Venezuela opposition negotiated Maduro overthrow plan with security firm, report says

CARACAS (Reuters) – Members of Venezuela’s opposition in October negotiated a $213 million deal with a small Florida security company to invade the country and overthrow President Nicolas Maduro, according to a document published by the Washington Post on Thursday.

Venezuelan authorities this week arrested more than a dozen people, including Americans who work for the company Silvercorp USA, as part of a bungled incursion that has served as a public relations victory for Maduro’s struggling government.

The document deals a blow to the credibility of opposition leader Juan Guaido, who has vehemently denied any links to Silvercorp or involvement in the attempt to remove Maduro by force.

Guaido, the president of the opposition-held National Assembly, argues that Maduro is usurping power after rigging a 2018 election and is recognized by dozens of countries as Venezuela’s rightful leader.

The plan described in the 42-page document offers minute tactical details ranging from which land mines to deploy and what riot gear to use, but offers no explanation of how a small group of commandos could overpower hundreds of thousands of security forces who remain loyal to the ruling Socialist Party.

“Service Provider Group will advise and assist Partner Group in Planning and executing and operation to capture/detain/remove Nicolas Maduro (heretoafter “Primary Objective”), remove the current Regime, and install the recognized Venezuelan President Juan Guaido,” reads the agreement.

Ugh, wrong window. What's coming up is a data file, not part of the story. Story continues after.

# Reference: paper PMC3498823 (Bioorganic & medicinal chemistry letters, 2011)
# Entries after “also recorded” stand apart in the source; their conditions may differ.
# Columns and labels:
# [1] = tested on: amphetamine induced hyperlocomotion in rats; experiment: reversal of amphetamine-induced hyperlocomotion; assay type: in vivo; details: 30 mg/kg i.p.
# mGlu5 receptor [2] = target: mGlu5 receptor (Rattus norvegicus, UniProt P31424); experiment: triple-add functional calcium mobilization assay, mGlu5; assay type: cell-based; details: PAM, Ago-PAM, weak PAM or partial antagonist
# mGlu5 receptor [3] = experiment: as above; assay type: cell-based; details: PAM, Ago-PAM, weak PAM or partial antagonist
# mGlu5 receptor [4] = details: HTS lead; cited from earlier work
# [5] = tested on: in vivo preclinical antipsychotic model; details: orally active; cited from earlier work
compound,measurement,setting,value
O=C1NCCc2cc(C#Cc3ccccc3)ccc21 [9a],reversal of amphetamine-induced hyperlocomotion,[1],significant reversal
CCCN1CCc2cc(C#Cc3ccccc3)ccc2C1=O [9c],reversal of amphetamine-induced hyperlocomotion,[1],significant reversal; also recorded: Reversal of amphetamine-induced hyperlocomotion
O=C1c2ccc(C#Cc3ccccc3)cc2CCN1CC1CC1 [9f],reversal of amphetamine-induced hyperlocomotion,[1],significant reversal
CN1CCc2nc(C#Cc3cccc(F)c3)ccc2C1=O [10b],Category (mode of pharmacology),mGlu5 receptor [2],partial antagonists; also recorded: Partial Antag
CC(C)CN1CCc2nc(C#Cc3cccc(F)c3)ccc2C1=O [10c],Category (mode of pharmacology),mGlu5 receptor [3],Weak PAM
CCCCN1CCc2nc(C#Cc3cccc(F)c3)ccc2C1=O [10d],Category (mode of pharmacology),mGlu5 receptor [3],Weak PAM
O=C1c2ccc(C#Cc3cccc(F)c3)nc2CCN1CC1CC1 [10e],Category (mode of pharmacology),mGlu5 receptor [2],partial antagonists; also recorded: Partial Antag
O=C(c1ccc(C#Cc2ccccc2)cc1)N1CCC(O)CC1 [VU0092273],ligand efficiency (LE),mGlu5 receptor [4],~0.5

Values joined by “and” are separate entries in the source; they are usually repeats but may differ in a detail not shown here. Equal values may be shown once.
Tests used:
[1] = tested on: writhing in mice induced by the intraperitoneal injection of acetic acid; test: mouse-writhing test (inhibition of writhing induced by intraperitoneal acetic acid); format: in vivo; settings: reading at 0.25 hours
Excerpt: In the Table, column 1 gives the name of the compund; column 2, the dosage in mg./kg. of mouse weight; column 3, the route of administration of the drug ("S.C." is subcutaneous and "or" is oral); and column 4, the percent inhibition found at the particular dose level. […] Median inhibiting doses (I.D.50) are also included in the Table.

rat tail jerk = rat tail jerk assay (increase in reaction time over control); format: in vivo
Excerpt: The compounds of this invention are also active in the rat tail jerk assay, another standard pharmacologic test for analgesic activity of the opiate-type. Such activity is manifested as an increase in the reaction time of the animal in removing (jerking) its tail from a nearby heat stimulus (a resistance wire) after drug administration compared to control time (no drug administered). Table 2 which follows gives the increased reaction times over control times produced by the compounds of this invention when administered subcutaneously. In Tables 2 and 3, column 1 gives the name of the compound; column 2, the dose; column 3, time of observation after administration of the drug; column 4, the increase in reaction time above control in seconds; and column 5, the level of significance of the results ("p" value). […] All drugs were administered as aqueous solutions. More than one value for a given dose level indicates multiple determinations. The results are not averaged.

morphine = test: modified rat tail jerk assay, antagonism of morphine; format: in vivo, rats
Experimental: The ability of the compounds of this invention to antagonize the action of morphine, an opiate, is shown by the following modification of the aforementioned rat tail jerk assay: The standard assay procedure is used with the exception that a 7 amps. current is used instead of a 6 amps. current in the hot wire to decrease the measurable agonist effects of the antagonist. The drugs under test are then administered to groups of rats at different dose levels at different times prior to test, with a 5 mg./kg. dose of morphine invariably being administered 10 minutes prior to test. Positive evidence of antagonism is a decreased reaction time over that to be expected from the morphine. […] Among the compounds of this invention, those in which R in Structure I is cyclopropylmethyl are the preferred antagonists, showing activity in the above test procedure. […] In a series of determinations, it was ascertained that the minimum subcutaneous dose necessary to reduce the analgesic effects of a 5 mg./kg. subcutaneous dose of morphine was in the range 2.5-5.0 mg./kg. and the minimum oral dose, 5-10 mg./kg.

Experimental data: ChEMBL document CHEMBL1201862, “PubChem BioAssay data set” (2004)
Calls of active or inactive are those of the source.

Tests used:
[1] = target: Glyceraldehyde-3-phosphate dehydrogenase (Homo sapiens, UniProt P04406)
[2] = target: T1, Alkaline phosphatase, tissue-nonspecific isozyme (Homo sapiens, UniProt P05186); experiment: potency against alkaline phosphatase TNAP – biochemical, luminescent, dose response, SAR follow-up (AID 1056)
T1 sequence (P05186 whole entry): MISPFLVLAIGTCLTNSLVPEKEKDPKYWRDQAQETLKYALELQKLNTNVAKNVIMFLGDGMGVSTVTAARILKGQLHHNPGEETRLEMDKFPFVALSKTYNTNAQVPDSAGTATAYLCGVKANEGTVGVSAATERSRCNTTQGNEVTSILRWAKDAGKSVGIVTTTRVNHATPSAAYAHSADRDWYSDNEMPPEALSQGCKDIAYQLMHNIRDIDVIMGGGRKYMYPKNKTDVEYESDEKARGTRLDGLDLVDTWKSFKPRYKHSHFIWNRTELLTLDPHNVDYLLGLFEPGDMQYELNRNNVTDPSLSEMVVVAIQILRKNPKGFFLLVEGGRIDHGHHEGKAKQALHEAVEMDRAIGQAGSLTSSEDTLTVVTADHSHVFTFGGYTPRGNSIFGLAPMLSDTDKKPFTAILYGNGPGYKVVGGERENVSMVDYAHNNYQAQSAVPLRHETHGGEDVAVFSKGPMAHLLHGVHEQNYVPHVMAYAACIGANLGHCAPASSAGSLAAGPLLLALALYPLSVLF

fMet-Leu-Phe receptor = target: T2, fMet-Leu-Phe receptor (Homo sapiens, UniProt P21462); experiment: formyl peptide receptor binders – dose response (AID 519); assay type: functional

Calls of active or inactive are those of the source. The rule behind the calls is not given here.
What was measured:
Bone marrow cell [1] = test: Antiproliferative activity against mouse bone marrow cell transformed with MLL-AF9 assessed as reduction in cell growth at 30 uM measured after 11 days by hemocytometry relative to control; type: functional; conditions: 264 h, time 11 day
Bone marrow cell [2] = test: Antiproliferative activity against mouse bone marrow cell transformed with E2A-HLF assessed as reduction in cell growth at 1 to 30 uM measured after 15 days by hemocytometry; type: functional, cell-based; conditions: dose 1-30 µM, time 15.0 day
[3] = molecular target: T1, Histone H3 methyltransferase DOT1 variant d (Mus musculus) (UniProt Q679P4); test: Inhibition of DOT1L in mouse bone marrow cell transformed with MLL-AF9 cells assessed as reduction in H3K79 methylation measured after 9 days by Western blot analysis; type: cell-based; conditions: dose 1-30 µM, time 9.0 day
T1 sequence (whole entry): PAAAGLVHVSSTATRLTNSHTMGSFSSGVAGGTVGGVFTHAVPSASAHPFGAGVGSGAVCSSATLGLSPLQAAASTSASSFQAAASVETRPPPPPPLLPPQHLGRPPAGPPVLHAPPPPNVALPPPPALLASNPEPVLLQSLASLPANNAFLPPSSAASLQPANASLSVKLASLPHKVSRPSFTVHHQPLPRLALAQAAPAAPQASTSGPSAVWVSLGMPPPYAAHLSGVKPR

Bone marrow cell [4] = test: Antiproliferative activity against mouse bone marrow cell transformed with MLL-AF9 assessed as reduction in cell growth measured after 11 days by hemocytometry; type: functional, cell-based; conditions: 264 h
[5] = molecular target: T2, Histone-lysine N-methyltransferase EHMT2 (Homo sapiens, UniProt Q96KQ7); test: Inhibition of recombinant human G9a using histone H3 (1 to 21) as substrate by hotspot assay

Reuters was unable to immediately confirm the authenticity of the document. (here)

The Washington Post said the general services agreement, signed by Juan Guaido, had been provided by Silvercorp CEO Jordan Goudreau, who has publicly described leading the operation. It said the detailed attachment had been provided by Venezuelan opposition officials.

Guaido’s press team did not respond to a request for comment.

Guaido advisor Juan Rendon, whose signature also appears on the document, told CNN that he signed an “exploratory agreement” with Silvercorp but that it was never completed. He said Silvercorp had led a “botched suicide” mission without Guaido’s support.

Reuters could not immediately reach Rendon for comment.

The document was also signed by opposition legislator Sergio Vergara and Goudreau.

Reuters was unable to obtain comment from Goudreau, whose voice mail box was not accepting messages on Thursday.

Vergara did not immediately respond to a request for comment.

Two main opposition parties, First Justice and Popular Will – which Guaido is affiliated with – on Thursday said in a statement that “the democratic forces do not promote or finance guerrillas, outbreaks of violence or paramilitary groups,” reiterating calls for a transition government.

The logos of six other parties, including Democratic Action and A New Era, which have significant representation in the National Assembly, appear on the document.

Luke Denman, one of the two captured Americans, appeared on Wednesday in a video on Venezuelan state television saying he had been tasked by Silvercorp with controlling Caracas’ airport to bring in a plane that would fly Maduro to the United States.

He and Airan Berry will both be tried in Venezuela’s civilian courts, Maduro said.

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